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I hear that there's a bit of tension between Ghd and Tesco at the minute on this one. I would suspect that the original scale of the concept no longer stacks up economically given the recession.
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Old November 13th, 2009, 04:09 PM   #16
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Quote:
Originally Posted by gregstone View Post
I hear that there's a bit of tension between Ghd and Tesco at the minute on this one. I would suspect that the original scale of the concept no longer stacks up economically given the recession.
could see a sunderland arc situation develop here....
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Old November 13th, 2009, 06:39 PM   #17
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Definitely, I don't see how not allowing them to complete demolition helps either way. Sure, demolition will leave an obvious undeveloped zone but then so does knocking down 90% of the area and just leaving the car park. Totally bizarre.
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Old November 13th, 2009, 08:09 PM   #18
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Quote:
Originally Posted by gregstone View Post
I hear that there's a bit of tension between Ghd and Tesco at the minute on this one. I would suspect that the original scale of the concept no longer stacks up economically given the recession.
Yes there is- I know someone in the planinng dept there- and Tesco is dragging their feet because of the recession and don't really see any big hurry cos they know they couldnt fill any of the units- so why close a profitable store squeeze into a tiny replacement when probably for years they won't be able to make their money out of the development. It has even been whispered that Tesco could even be forced out and a new developer/ supermarket move in their place- although that is probably just chinese whispers.
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Old November 13th, 2009, 10:01 PM   #19
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Quote:
Originally Posted by gregstone View Post
I hear that there's a bit of tension between Ghd and Tesco at the minute on this one. I would suspect that the original scale of the concept no longer stacks up economically given the recession.
They want to make it bigger?!

To be honest I can completely understand them wanting to hold off for a while (which I'd expect is a similar story at EPS), bearing in mind the current climate.

Fingers crossed it does fold though, it's an awful scheme.
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Old November 25th, 2009, 06:54 PM   #20
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Former Shop Offers Creative Opening for Artists
Date: 23/11/2009
Shed2e
Councillor Mick Henry (below) and Wayne Hemingway MBE help to celebrate the opening of The Shed in Gateshead
A group of artists and creative businesses have helped Gateshead Council to transform an empty furniture store in the centre of Gateshead into Britain’s latest artists’ colony.

Eleven of the region’s freshest creative business stars have been given rent-free workspace by Gateshead Council as part of a new project to help small, creative businesses to get off the ground.

The innovative ‘Starter for Ten’ scheme, developed by Gateshead Council and design guru Wayne Hemingway MBE, has seen the transformation of The Bed Shed, a redundant furniture store on Gateshead’s High Street, into a thriving creative cluster for small businesses called ‘The Shed’.

On Monday 23rd November 2009, Councillor Mick Henry, Leader of Gateshead Council, joined design guru Wayne Hemingway MBE to throw open the doors and officially welcome the first eleven creative businesses to their new premises.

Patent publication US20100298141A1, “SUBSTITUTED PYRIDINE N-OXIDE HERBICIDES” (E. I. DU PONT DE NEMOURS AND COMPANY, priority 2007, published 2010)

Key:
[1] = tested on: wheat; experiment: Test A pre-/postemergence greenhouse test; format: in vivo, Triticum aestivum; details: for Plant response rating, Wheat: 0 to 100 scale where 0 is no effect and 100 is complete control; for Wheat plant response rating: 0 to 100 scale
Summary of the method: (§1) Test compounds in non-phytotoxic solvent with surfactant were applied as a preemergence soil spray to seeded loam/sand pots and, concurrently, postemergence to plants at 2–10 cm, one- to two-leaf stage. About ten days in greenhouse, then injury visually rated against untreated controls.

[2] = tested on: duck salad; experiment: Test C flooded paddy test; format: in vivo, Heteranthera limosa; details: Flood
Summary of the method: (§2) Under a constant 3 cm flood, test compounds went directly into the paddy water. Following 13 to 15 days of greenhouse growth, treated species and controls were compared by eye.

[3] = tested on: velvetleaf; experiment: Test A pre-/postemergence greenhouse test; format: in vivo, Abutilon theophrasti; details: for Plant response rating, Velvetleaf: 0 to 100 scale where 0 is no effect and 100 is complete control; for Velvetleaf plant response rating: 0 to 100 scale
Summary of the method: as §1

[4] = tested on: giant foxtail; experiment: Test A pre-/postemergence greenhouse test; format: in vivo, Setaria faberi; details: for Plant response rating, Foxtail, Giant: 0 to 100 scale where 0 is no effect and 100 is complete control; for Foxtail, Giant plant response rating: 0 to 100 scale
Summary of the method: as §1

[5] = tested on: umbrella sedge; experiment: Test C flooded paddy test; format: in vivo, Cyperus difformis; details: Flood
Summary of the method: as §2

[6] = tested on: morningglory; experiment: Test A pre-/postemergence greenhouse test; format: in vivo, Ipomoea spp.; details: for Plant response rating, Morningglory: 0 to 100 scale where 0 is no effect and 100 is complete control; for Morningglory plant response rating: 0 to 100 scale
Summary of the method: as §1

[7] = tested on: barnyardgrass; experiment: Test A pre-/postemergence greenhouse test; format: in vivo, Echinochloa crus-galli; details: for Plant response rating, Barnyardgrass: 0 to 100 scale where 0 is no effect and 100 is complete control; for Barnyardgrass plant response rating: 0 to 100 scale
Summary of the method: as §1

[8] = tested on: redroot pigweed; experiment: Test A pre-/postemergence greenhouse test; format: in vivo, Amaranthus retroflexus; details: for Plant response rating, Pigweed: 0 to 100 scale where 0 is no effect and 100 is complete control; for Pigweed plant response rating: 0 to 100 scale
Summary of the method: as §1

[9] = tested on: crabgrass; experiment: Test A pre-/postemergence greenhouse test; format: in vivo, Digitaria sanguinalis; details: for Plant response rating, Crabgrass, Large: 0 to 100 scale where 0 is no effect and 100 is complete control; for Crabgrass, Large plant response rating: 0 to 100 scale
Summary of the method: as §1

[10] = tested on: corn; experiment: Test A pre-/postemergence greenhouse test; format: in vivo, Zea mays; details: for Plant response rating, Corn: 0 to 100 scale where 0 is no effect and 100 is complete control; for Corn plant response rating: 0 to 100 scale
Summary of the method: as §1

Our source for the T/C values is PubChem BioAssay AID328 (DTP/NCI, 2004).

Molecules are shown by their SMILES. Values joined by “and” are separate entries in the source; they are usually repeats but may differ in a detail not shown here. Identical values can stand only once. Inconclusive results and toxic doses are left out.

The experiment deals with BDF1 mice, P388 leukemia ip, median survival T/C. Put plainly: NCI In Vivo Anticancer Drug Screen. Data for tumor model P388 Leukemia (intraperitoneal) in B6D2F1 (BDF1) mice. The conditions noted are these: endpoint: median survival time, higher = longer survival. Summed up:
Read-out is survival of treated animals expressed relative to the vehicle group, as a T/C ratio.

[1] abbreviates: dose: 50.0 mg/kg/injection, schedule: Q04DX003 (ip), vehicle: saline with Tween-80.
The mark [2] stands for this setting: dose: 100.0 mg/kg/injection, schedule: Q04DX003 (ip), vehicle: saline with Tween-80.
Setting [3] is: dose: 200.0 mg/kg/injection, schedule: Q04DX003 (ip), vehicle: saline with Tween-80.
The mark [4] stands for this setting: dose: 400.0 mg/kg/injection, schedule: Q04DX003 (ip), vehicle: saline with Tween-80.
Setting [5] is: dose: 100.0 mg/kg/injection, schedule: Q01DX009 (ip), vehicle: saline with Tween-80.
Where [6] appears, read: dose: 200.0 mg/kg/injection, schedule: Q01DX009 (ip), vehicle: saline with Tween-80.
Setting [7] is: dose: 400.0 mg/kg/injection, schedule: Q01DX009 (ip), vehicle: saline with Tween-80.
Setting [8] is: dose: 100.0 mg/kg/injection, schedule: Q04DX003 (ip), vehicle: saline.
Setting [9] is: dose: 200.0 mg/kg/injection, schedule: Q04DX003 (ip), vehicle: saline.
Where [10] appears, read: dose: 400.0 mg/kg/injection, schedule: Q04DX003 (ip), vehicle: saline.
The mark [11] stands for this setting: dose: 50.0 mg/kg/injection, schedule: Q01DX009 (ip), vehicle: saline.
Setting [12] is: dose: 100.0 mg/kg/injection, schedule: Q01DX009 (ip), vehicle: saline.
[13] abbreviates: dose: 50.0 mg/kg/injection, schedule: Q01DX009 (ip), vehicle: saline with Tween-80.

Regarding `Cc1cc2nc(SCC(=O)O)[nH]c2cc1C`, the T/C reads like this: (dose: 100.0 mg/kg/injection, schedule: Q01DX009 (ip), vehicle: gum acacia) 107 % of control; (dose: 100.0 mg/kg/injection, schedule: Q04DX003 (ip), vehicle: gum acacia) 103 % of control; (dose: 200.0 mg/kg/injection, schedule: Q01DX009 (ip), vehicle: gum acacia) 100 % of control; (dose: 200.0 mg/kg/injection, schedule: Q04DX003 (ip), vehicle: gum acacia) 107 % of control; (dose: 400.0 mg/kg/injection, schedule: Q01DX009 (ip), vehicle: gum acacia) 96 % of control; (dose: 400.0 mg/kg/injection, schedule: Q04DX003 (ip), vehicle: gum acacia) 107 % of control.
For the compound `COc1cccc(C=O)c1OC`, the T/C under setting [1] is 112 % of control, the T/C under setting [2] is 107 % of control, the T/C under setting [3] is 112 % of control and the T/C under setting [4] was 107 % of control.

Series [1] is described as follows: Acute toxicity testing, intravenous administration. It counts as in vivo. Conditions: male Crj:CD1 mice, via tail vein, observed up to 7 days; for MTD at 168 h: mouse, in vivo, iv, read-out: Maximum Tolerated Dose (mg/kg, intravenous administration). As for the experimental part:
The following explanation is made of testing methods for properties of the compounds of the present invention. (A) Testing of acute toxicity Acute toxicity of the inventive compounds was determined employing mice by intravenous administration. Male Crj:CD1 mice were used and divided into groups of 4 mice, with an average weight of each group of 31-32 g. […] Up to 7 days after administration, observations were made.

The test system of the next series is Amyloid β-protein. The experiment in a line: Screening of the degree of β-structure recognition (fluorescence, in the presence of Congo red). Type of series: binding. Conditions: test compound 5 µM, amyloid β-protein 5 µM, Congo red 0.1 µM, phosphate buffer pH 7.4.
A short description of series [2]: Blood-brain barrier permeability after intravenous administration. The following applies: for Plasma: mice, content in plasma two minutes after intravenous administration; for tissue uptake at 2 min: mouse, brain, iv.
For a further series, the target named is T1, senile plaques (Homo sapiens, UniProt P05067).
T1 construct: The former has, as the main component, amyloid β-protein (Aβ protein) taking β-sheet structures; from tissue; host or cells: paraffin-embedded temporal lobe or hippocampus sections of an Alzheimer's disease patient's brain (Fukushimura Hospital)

Initially a pilot scheme, The Shed offers basic business premises at little or no cost to act as a catalyst for growth in the local creative sector.

Starter for Ten’s first tenants include visual artists, fashion designers, an architect, a fashion photographer, a graphic designer and an award-winning filmmaker.
'Centre for Creativity'

Cllr Mick Henry, Leader of Gateshead Council, says: “This is an innovative scheme which has really captured the imagination of local artists”.

“When we announced our plans to make Gateshead a centre for creativity by turning this huge empty building into temporary creative workspace, we were inundated with requests for space.

“We are confident that the enthusiasm brought by the eleven creative businesses will generate a vibrant and creative atmosphere in Gateshead that will invigorate our own plans for the town centre’s redevelopment.”

He added: “I’m delighted that Wayne Hemingway, who is a long-time friend of Gateshead, has come up with such an interesting and challenging scheme for the area.

Wayne Hemingway said: “This is about giving the creative community a helping hand and putting empty units to good use. It has the potential to attract leaders and entrepreneurs to Gateshead and give the local economy a boost.

“The creative sector is now one of the biggest drivers of the UK economy and yet there are very few facilities to promote entrepreneurship in this area.
'Low Cost Opportunities'

“Nationally we are losing our low cost start up opportunities. From Kensington Market in London, where my first company Red or Dead established itself, to The Corn Exchange in Leeds. Places that used to provide low cost opportunities for independent start ups in prime positions are disappearing as our towns and cities contribute to the worrying “Clone Town Britain” label. At a time when overseas competition is addressing this issue Britain should start to also address it to retain its creative edge.”

Buildings on Gateshead’s High Street South – including the former Bed Shed - have been earmarked for demolition in the long-term, but instead of standing dormant until then, the eleven creative businesses have been given the opportunity to use the large sub-divided space as a temporary base.

As part of the package, Gateshead Council is providing free business advice and specialist guidance to raise the profile of Gateshead as a location for creative business